On the 24th May 2018 Ramani Huria participated in the Humanitarian Development Innovation Fund’s (HDIF) Innovation Week exhibitions conducted at BUNI Hub Tanzania. The aim was to showcase how innovation has helped Ramani Huria to conduct mapping activities in a more precise way but with minimal costs. The Ramani Huria philosophy, “local people, local tools, open knowledge”, encapsulates the power of innovation to empower local people with the information needed to transform their communities.

The innovation that was showcased included; community mapping methods and the discovery of Shina boundaries – Ten cell administrative boundaries, local quad drone development, drainage mapping using ODK, and measuring elevation using arduinos and barometers.

Community Mapping

During its kick off in 2015, Ramani Huria worked with Ward and Subward leaders together with university students to collect data in local districts, but it was discovered that the community did not feel comfortable responding to third parties when it comes to sensitive information. For the second phase of Ramani Huria, RH 2.0, the team started to work with hyperlocal leaders called Wajumbe, who work at the most granular level of administration system that exists in Tanzania. These leaders are responsible for  small portions of the Subward and the community knows them well. RH 2 started to train Wajumbe and community members by using their own smartphone devices to collect information in their own neighbourhood.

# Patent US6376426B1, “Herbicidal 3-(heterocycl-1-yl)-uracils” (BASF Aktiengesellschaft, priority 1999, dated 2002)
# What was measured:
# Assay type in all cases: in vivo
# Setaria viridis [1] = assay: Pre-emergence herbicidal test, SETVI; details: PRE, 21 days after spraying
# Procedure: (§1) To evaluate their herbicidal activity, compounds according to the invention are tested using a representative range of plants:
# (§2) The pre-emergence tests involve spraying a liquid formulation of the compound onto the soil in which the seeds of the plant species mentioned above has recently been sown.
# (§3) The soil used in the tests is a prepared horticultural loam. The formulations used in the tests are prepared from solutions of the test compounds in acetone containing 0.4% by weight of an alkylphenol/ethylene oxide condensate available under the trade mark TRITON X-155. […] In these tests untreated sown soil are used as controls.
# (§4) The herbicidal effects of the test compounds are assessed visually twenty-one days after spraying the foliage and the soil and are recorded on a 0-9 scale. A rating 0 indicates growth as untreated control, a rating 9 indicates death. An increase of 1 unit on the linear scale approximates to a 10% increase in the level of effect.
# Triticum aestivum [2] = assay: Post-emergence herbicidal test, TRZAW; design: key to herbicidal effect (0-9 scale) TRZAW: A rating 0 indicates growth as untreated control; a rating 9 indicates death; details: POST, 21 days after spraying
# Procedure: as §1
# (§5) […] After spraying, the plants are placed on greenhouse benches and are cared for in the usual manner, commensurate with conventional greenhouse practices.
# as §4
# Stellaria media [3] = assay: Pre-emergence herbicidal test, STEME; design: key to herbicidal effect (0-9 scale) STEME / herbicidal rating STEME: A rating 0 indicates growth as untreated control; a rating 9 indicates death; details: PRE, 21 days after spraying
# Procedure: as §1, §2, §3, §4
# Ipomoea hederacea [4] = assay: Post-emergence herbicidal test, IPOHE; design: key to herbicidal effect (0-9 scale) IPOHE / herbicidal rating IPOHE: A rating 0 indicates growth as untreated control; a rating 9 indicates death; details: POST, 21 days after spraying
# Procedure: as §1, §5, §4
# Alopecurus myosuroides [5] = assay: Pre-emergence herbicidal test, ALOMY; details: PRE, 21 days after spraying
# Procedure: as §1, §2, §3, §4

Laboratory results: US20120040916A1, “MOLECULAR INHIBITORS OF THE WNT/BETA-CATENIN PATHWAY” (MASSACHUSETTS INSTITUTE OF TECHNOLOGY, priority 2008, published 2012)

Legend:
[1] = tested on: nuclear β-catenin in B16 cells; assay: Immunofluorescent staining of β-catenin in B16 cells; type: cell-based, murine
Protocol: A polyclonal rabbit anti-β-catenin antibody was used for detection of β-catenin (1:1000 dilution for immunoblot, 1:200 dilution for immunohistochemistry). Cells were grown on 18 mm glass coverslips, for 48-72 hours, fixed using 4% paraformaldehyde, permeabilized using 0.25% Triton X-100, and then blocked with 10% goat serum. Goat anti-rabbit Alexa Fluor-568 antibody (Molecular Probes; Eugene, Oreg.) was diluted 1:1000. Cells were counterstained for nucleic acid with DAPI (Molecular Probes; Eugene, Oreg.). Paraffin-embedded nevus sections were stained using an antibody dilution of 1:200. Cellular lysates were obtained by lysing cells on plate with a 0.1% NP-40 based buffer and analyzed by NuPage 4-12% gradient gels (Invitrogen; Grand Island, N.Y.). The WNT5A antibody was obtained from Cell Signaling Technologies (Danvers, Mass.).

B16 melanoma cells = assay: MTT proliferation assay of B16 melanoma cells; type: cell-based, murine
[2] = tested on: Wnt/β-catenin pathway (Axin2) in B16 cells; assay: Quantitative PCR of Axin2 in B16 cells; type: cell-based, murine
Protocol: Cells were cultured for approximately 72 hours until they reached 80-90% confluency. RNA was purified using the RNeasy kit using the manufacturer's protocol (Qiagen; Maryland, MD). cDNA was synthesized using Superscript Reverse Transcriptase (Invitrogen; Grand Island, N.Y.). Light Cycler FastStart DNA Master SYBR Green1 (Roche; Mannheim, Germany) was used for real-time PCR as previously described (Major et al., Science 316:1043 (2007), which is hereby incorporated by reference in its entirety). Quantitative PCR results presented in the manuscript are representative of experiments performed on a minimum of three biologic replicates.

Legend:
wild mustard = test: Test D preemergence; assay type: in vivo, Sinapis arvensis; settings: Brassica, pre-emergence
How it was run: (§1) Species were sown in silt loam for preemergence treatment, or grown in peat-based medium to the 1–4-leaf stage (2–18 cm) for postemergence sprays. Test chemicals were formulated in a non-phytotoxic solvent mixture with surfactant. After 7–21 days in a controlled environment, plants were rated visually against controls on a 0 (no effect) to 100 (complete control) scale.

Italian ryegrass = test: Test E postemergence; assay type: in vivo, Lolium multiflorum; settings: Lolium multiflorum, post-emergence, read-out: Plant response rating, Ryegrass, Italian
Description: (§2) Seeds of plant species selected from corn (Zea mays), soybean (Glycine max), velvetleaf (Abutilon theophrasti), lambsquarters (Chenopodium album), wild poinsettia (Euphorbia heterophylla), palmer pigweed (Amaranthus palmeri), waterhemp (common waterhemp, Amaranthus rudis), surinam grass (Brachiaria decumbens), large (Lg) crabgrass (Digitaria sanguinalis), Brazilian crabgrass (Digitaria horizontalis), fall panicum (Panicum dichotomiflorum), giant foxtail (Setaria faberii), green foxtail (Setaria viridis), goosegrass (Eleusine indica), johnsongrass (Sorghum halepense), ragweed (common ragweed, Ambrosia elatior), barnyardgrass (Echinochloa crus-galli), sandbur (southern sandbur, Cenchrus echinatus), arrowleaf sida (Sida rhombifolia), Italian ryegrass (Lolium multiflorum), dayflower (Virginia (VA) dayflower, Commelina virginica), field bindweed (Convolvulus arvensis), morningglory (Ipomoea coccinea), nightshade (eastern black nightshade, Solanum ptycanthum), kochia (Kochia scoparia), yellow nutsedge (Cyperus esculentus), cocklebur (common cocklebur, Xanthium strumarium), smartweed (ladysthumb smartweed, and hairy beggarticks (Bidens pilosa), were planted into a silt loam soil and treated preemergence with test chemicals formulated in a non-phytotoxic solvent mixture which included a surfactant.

This method helped to collect an enormous amount of data in a shorter period of time compared to RH 1. We call this “innovation” because this is the first time that the country has been mapped in a such detailed level by community members themselves using their own local devices. During breakout sessions the exhibition participants were amazed to see a flood map that was produced by using data collected from community members themselves – the data is normally very reliable as they understand the neighborhood better than anyone else.